When you submit a question on the forum you will usually need to add a schematic (circuit diagram).
The tutorial that follows will explain some ways to create a useful image; however lets start by explaining how to add the image to your post. Its easy.
Having created the image all you need to do is :
Save the image somewhere convenient - maybe your desktop
Place the cursor (insertion point) where you want the image to be shown;
In Explorer open the folder that contains your image file and
Drag it to the edit box for your post
DONT upload it to Dropbox, google drive, etc. and post a link.
If you follow these simple instructions the diagram or picture will be shown in your post - as the images below are in this tutorial.
Now lets create a schematic.
To begin you must know at least SOME of the standards and symbols you will need.
A great start is to watch this video.
You can also learn a LOT by learning to read schematics others have made.
For more experienced users this pdf document explains some of the more advanced features of schematics.
Lets get started making an image for a schematic you can post.
Fritzing or a photo of your layout aren’t really satisfactory, especially if it has more than a few components.
Many advocate starting by drawing on paper and submitting an image. Here is a typical example. Its readable.
However there are disadvantages to this approach; if you don’t KNOW the right symbol you have no clue what to use to represent the component.
There are also some apps that are very easy to use for beginners and can make nice clear *standards-compliant schematics. The main purpose of this tutorial is to introduce you to just TWO that are particularly easy to use.
Both of these will give a useful introduction to more capable (and complicated) apps such as Autodesk Eagle.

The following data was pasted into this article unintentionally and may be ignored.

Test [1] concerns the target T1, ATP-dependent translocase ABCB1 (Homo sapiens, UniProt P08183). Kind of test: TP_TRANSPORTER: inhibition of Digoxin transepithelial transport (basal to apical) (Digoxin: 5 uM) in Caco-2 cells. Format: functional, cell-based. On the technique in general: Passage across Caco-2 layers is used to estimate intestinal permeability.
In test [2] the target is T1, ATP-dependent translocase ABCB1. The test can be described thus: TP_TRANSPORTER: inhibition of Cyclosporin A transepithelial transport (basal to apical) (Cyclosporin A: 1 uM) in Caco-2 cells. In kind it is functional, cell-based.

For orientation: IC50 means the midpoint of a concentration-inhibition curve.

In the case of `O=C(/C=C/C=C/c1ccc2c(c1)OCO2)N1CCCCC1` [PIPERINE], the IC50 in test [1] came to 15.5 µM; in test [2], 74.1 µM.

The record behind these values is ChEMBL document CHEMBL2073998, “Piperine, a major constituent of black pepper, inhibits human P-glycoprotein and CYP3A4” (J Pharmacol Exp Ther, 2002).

* Standards compliant? There are currently TWO important (and different) standards - the ANSI/IEEE symbols used in America and Canada, and IEC60617 used in many other countries (eg UK & Europe)
Of course they are different. It doesnt help that the standards bodies dont make them freely available.
The first schematic app I have used for many years is Diagram Designer - get it here. Here is an example of me using it to make a diagram.
I start by placing my main component - such as the arduino. The standard symbol for complex circuits is a simple box. Then I add more components, the wires to connect them, and finally the labels.
Remember where you can INPUTS go to the left, OUTPUTS to the right, positive voltages to top and negative to bottom.
Its an old package and the libraries are very limited but does produce good clear diagrams.
TinyCAD (see reply #9) is ALMOST as easy to use, and has a lot more symbols; and lots of instruction files and videos, so you may wish to skip Diagram Designer and move straight to that.
For more complex circuits a web-based package “circuit-diagram” has a big library of components - including the arduino and rasperry pi modules, and produces nice diagrams.
Components show values and optionally designators – eg VR1. To add random text you need to search for the “label” component.
The component shows pin numbers in their physical place on the module. This is NOT standards compliant for your diagram, (as in not always flowing left to right input → output) but can be helpful when assembling the final circuit. Compare this diagram with the diagram (Fig4) above to see the difference. Its the SAME circuit.
To place the input (potentiometer VR1) at the left I’ve needed to run a wire across others. Notice that wires CROSSING dont have a dot, wires JOINING do.
More good resources:
Units & Symbols for Electrical & Electronic Engineers - Ebook covering all important standards
and of course wikipedia